Ty Higgins [00:03:33] Why is that local action so important when it comes to issues like this, when they arise?

Leah Curtis [00:03:37] So these are locally elected officials. They are there in your local communities and you and your local members are the ones that vote for them. And so you are who matters most to them. When you approach those issues from that standpoint of I’m a constituent and here’s my concern, we can help here at the state office by giving you the background that you need. What is the law, what is the rule, how are other people doing it? But when you go talk to that person directly, it always goes further than somebody from some far flung place coming in and telling somebody what they think that doesn’t have that direct tie to the official. And it really is that power of grassroots. We cannot talk about it enough. We see it time and time again. We see it at the Statehouse. We see it on these local issues. When you personally talk to your legislator, when you personally talk to your auditor, to your county commissioner, they listen. They want to work for you. And so that discussion is really, when you approach it in a good way, you come at it as I want to work through this problem, that often gets you a lot farther.

Ty Higgins [00:04:36] Now, CAUV isn’t just one of those set it and forget it type of program. You don’t enroll once and just think it’s going to continue. That has to be renewed, or you even have to sign up before a certain timeline. What does that look like?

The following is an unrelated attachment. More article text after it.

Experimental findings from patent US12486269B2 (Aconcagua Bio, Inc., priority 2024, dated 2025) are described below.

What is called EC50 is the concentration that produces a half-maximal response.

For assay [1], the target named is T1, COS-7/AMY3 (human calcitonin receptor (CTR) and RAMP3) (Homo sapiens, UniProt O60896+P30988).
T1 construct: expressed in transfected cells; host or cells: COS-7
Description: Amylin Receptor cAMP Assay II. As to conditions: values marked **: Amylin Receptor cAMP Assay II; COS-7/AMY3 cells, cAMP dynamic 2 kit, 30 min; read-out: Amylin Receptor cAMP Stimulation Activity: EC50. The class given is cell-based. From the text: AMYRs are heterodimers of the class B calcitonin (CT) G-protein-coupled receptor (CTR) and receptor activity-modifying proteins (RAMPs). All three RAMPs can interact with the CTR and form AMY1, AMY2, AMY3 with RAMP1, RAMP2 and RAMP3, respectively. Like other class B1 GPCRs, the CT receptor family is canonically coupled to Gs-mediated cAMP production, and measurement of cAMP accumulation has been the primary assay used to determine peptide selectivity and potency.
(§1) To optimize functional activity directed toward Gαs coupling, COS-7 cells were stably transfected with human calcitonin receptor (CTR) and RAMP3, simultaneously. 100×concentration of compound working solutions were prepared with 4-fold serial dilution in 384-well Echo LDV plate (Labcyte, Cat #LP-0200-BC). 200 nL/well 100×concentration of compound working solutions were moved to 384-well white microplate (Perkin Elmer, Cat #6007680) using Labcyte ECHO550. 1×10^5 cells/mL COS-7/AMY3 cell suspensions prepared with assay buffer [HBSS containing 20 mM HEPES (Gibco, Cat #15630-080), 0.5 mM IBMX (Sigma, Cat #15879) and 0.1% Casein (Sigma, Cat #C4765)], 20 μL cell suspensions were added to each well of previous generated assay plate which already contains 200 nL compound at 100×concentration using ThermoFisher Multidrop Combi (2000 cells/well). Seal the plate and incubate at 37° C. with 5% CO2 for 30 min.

Leah Curtis [00:04:47] So remember that CAUV is a program you have to choose to be in. Nobody just gets to be in it. So if you’re new to the program, you want to sign up, or you are going to renew you have to do that prior to the first Monday in March of each year. So after the first Monday in January, prior to first Monday in March. If you’re a renewal, you’ve probably already got a form in the mail. So that information should already be in your hands. Hopefully you’re getting that filled out. If you’re an initial sign up, you may need to call or visit the autitor’s office to get that form. All your information needs to be turned in prior to the first Monday in March. So that’s March 6 this year; I would suggest prior to would be March 3. That’s Friday. Just to be safe, I actually always recommend if you get that renewal form, and I even tell my parents, fill it out the next day and send it back the next day. Don’t forget about it, because if you would get removed, there could be problems that you would incur.

Ty Higgins [00:05:42] What are those issues if we forget or simply don’t meet that deadline?

Leah Curtis [00:05:46] So if you’re new to the program and you forget or you don’t meet the deadline, you’ll have to wait till next year. So you’re going to miss out on a year of that program. If you’re a renewal, it could be that you would get removed from the program and with CAUV it is a farmland preservation tool. So it’s a benefit to get into it and there is a penalty to leave it. So if you would miss the deadline, you wouldn’t get that fixed, and you get out of the program, you have to pay recoupment and recoupment is equal to three years of your tax savings that you had by being on the program. Depending on where you live, that can be different. If you ever want to know, your auditor can usually tell you what your recoupment would be, but you will pay back three years of savings if you leave the program.

Labor has always been an issue, mainly because we are a seasonal operation. So that's a challenge finding somebody who only wants to work three months out of a year, sometimes up to six months.